Canadian smartphone manufacturer BlackBerry has announced a further boardroom shake-up following the departure of chief executive officer (CEO) Thorsten Heins earlier this month.
HumanIPO reported at the start of November Thorsten Heins was set for a US$22 million payday after leaving the company following the abandonment of plans to sell itself to Fairfax Financial Holdings in favour of raising US$1 billion in convertible debentures from a group of private investors.
BlackBerry has now said three top executives, including its chief financial officer (CFO), are stepping down from its board. Brian Bidulka will be replaced as CFO by James Yersh, while chief operating officer (COO) Kristian Tear and chief marketing officer (CMO) Frank Boulben will also leave, with their replacements yet to be named.
Board member Roger Martin has resigned.
“BlackBerry has a strong cash position and continues, by a significant margin, to be the top provider of trusted and secure mobile device management solutions to enterprise customers around the world,” said interim CEO John Chen, who said there would be more management changes in future.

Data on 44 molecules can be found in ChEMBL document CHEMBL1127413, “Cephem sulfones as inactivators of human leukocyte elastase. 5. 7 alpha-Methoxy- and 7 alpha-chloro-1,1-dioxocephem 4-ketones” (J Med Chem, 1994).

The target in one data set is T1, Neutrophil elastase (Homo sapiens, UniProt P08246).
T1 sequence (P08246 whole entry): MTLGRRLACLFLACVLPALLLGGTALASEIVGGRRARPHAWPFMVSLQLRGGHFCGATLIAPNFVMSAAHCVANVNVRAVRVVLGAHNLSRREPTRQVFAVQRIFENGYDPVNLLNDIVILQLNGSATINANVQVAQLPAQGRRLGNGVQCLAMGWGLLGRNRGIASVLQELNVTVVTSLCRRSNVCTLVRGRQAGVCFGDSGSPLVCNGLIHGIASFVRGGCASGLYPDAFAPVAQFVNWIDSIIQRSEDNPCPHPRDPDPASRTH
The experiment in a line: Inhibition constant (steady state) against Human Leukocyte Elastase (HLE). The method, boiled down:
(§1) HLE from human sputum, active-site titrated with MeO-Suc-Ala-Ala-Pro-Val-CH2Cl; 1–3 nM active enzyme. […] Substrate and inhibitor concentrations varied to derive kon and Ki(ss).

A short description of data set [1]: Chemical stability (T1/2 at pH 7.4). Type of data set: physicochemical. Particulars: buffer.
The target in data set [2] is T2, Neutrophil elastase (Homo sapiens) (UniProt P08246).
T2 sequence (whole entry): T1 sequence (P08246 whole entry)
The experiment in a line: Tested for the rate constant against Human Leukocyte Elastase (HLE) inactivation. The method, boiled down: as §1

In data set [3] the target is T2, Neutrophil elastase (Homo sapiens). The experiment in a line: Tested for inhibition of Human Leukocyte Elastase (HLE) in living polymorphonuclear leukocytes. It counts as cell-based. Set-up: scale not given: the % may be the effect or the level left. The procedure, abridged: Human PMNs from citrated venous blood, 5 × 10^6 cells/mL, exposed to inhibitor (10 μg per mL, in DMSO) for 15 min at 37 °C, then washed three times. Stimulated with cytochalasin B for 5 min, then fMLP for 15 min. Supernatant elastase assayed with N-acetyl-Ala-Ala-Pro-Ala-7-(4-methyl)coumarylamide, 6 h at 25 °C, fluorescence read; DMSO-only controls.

“Building on this core strength, and in conjunction with these management changes, I will continue to align my senior management team and organisational structure, and refine the company’s strategy to ensure we deliver the best devices, mobile security and device management through BES 10, provide multi-platform messaging solutions with BBM, and expand adoption of QNX embedded systems.”
At the end of September BlackBerry reported a second quarter loss of US$965 million, subsequently cutting its workforce by more than one third, while in October it wrote an open letter to its customers talking up its credentials and emphasising they can still “count on BlackBerry”.
This month has also seen a managerial shake-up in Africa, with BlackBerry appointing Yudi Moodley as its new managing director (MD) for the continent, in place of Alexandra Zaguy.
Moodley said: “Africa is one of BlackBerry’s key markets. As I take up this new role, I will continue to work with our local partners to serve all of our customers and focus on driving the ongoing adoption of the BlackBerry 10 platform as well as BBM, which is popular among Africans across the continent.”
Moodley joined BlackBerry in 2010 and previously worked at South African mobile network Cell C.